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Review: VMware Fusion 1.0

VMware, an expert in x86 virtualization, that is the ability to run one or more x86 operating systems as “guests” of a “host” operating system with x86 architecture, has released Fusion 1.0. Like Parallels, Fusion allows you to run so many versions of Windows and other operating systems from Mac OS X, and unlike Boot Camp, you don’t have to first restart your computer to use it.

VMware Fusion supports more than 60 operating systems: Windows compatibility ranges from version 3.1 to beta versions of Windows Server 2008. If Linux is your preferred option, then you will find support for Red Hat, Ubuntu, SUSE, Mandrake, etc. You can also install Novell Netware, Solaris 9 or 10, FreeBSD, and MS-DOS operating systems. Some 64-bit versions of Windows and some Linux families are also supported, such as Red Hat and SUSE Enterprise Linux.

As a Windows computer

Fusion works quite well with Windows (I have tested with Windows XP Pro and Windows 2000). Fusion also supports Vista, although some features, such as Unity and driver support, are not fully functional with that operating system. It is also not very strange considering that Vista is still a very recent system.

One of the key factors that differentiates Fusion from Parallels is Fusion’s ability to utilize both CPU cores in the virtual machine. Parallels can’t do this, and this makes a noticeable difference in CPU performance with the most demanding tasks. It also seems to offer a faster response in handling Windows.

Fusion includes an easy installation mode for Windows Vista, XP and 2000. I have tested this feature with the XP Pro installation and it worked perfectly. In fact, installing Windows on a virtual machine with the Easy Install option is even easier than on a real PC.

After Windows boots for the first time you will have to install the VMware Tools using the Virtual Machine> Install> VMware Tools menu option. This package improves graphics performance, adds support for shared folders and drag-and-drop, and more. VMware Tools must be installed on both Windows and Linux virtual machines.

Other ways to install Windows

You may already have Windows installed on your Mac via Parallels or Boot Camp, and Fusion will allow you to use either (or both) of them for the installation of Fusion virtual machines. Setting up the Boot Camp partition as a Fusion virtual machine is pretty straightforward, and it worked flawlessly in my tests. It was not necessary for me to reactivate my Windows license, although some users have encountered this problem. To avoid this and other problems, be sure to follow the instructions outlined in the VMware help documents as they are written (Help> VMware Fusion Help, then search for Boot Camp).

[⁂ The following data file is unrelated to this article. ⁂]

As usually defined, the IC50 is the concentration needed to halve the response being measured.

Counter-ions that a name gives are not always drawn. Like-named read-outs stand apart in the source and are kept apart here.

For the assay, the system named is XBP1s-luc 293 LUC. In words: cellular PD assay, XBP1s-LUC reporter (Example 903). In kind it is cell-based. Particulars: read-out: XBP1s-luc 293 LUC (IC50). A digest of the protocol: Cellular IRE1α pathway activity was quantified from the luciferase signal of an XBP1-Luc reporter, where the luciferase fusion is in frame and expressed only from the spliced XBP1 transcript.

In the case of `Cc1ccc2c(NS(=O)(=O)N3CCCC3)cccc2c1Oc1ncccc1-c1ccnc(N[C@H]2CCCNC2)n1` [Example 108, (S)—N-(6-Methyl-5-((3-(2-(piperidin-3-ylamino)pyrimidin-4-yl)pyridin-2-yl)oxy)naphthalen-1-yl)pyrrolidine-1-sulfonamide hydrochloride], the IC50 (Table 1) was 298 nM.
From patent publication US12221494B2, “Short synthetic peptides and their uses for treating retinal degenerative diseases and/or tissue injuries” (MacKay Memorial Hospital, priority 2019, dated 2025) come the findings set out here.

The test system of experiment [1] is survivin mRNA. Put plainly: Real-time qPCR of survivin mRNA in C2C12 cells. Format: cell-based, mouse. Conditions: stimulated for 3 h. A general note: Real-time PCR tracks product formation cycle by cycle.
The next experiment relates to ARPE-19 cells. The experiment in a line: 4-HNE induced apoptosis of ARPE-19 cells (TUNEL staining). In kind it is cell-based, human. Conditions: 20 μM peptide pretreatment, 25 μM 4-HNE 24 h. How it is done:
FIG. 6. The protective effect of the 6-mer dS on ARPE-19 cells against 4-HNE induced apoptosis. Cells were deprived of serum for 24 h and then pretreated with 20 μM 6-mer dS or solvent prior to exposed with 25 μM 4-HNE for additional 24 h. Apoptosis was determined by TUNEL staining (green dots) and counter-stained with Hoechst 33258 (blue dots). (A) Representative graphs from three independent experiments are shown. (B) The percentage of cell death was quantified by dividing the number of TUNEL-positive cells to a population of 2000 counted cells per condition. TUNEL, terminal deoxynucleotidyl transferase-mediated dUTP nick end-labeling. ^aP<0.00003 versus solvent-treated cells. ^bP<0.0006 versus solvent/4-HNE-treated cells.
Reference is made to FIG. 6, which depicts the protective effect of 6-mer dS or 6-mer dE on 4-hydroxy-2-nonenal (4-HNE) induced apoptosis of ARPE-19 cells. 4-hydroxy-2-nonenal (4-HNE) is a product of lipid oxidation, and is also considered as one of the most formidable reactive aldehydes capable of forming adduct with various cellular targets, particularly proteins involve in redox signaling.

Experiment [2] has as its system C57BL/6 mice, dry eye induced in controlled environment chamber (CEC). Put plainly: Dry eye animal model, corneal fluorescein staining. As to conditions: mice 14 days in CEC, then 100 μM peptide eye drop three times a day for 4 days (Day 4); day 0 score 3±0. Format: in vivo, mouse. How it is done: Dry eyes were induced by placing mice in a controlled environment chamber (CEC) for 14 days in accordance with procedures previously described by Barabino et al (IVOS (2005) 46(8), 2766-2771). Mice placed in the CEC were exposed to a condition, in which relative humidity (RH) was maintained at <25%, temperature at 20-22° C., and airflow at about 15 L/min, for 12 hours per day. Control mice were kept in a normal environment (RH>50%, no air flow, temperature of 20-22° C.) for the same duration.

The process to convert a Parallels virtual machine is a bit more complicated. You will need to read the instructions in the PDF file “Converting a Parallels Virtual Machine to Run in VMware”, which can be downloaded from the VMware website. I have followed the conversion process (including the ability to add multiple CPU support), and although it took me about an hour for the 10GB Parallels virtual machine I had installed on my machine, it worked as described. The process is not tremendously complicated, although you have to follow the steps to the letter. Once finished, you will have the same Windows installation running under Fusion, along with the files and applications that you had in Parallels.

Performance and usability

I have tried a few standard applications in Fusion, such as Office 2007, Adobe Reader 8.1, Firefox 2.0.0.7, Safari 3.0.3 and QuickTime 7.2, Windows Media player 11, and the Trillian Basic 3.1 messaging program. Office 2007 worked perfectly, being able to open even one of my Office 2004 Excel for Mac spreadsheets with embedded macros (something that I will not be able to do in the next Office 2008 for Mac, since Microsoft will abandon the Macros support in the version Office for Mac.)

Adobe Reader, Firefox, Safari, and Trillian all worked as expected. Fusion’s compatibility with classic Windows applications, such as those tested, is excellent. Programs load fast, are stable, and work just as well as in a native Windows environment.

Video playback in Windows Media Player was smooth, even using HD demo clips. I had some issues with audio lag and skipping on some QuickTime video clips, although they looked pretty good overall too.

I was also able to use the Mac’s DVD recorder to add files to a CD-RW disc, and the iSight camera also works as long as you install the iSight drivers from Apple’s Boot Camp Drivers Disc.